Alaska scientist wins top award for his Arctic climate research

John Walsh, chief scientist at UAF’s International Arctic Research Center was the first U.S. researcher to receive the Mohn Prize.

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John E. Walsh, a University of Alaska Fairbanks climate researcher and chief scientist at the International Arctic Research Center was announced as the winner of the 2022 Mohn Prize for Arctic research. (Laura Walsh via UiT)

A climate scientist with the University of Alaska Fairbanks has won a prestigious award for his Arctic research, officials announced on Friday.

John Walsh, chief scientist at UAF’s International Arctic Research Center, was the third recipient of the Mohn Prize and the first U.S. scientist to receive the award. The prize, worth 2 million Norwegian kroner (about $230,000), is awarded every two years to recipients considered international leaders in Arctic science.

The prize is awarded by the Academia Borealis, the Academy of Sciences and Letters of Northern Norway, Tromsø Research Foundation and UiT – The Arctic University of Norway.

In a ceremony held Friday at the Fram Center in Tromsø, Walsh spoke by video from the Fairbanks campus.

He said he was “stunned and then humbled” when he learned that he would receive the award and that he hopes “to do it justice through the tremendous opportunities that it provides.”

Walsh said Alaska and Norway have much in common — their high latitudes, their mountainous terrain, their remote communities and areas and their economic dependence on oil. While UiT is Europe’s premier Arctic university, UAF is America’s Arctic university, and both universities can collaborate to advance Arctic science, he said.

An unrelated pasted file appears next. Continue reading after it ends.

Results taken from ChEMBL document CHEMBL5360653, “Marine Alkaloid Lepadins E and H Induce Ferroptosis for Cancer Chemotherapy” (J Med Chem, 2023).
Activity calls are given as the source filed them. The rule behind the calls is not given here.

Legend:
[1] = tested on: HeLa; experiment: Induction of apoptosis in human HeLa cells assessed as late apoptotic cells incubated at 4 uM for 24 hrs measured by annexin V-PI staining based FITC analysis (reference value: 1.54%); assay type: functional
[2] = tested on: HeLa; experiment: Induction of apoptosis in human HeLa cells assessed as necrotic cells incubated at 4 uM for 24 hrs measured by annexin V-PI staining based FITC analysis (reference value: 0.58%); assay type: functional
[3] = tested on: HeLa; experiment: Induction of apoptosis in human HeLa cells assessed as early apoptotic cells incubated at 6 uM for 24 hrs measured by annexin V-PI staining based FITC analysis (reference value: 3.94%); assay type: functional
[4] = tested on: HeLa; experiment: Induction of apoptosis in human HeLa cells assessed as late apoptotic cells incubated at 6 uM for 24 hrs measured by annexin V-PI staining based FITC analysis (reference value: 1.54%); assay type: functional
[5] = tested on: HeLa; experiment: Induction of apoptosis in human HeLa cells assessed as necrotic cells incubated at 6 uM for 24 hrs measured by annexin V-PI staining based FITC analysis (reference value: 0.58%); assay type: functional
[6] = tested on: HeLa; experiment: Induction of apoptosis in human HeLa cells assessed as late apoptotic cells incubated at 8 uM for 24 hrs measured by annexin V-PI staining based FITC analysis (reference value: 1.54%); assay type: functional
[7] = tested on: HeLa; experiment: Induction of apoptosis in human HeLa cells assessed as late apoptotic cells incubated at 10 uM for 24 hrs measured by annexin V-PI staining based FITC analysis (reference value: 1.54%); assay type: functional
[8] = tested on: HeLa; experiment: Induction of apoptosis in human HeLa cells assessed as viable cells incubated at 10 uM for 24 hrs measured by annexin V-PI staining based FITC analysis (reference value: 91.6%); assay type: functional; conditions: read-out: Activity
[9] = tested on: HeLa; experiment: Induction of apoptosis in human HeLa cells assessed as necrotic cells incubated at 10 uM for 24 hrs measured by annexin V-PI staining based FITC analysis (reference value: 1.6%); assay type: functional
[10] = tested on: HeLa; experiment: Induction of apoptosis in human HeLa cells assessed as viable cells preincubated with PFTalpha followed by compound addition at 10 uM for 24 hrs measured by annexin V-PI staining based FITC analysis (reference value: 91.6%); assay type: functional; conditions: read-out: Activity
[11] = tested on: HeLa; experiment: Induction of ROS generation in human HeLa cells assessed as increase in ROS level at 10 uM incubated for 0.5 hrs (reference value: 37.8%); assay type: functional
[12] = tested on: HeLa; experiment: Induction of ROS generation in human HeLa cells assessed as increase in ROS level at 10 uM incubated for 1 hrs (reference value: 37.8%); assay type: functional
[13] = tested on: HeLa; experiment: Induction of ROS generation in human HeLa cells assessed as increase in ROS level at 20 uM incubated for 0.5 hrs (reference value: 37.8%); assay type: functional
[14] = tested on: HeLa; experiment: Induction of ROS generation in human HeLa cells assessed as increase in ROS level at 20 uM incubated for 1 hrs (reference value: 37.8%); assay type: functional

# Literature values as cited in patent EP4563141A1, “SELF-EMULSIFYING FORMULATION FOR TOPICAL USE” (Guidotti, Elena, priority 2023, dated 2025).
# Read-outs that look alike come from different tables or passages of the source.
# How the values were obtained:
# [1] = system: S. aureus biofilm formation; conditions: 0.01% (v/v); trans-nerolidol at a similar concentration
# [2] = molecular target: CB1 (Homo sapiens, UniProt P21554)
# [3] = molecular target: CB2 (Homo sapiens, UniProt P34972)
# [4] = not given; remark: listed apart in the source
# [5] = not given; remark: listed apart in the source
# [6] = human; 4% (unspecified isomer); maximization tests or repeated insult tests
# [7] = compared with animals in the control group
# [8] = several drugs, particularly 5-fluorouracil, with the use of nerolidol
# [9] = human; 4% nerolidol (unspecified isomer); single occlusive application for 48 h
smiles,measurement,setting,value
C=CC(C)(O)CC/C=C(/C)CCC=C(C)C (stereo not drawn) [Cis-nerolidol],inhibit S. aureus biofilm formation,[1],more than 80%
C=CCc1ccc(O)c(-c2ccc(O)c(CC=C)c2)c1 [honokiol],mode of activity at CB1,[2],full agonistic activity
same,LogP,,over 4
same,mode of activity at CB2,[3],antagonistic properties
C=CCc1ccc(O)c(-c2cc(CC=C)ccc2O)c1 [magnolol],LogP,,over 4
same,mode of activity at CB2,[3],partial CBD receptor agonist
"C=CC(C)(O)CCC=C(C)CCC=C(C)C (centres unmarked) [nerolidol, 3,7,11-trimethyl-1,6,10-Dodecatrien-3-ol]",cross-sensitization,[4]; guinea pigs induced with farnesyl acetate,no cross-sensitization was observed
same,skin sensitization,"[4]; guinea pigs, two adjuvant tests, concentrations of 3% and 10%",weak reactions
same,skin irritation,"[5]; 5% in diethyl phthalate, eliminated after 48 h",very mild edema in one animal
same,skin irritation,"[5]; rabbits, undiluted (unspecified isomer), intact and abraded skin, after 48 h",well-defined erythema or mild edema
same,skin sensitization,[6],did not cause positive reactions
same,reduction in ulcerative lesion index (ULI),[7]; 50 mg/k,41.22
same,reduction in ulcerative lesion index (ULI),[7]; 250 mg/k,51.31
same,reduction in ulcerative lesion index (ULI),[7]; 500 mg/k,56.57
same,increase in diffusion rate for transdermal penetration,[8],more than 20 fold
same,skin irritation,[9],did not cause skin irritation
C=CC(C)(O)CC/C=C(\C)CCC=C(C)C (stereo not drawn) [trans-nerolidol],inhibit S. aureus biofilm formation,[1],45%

“My hope is that we can use the Mohn Prize to build upon our Arctic locations, our common scientific interests and our ability to communicate what the science is telling us,” he said. We can do this through our universities and partners in Tromsø such as the Norwegian Polar Institute and the Arctic Monitoring and Assessment Program. By working together we can make a difference in public awareness, which in turn can lead to action internationally.”

Marit Reigstad, a professor at UiT by Marit Reigstad and a representative of the Mohn Prize committee, said Walsh was chosen for his lead role in researching how sea ice dynamics are linked to ongoing changes, including extreme events within the Arctic.

“He is one of the most authoritative scholars in the field of modern Arctic change,” she said at the ceremony.

Reigstad cited Walsh’s contributions to creating large-scale Arctic climate models and his “instrumental” role in downscaling those models to interpret the impacts on local and regional areas. He has also been a longtime contributor to international climate reports such as those issued by the Intergovernmental Panel on Climate Change and the Arctic Council.

An example of Walsh’s recent work is a report he co-authored with other experts at UAF that projects impacts of future precipitation on Alaska’s infrastructure. The report, which uses downscaled models to project through 2100, was conducted for the Alaska Department of Transportation and Public Facilities.

The Mohn Prize is named after Henrik Mohn, the first director-general of the Norwegian Meteorological Institute and a figure considered the founder of Norwegian meteorology.

The first Mohn Prize was awarded in 2018.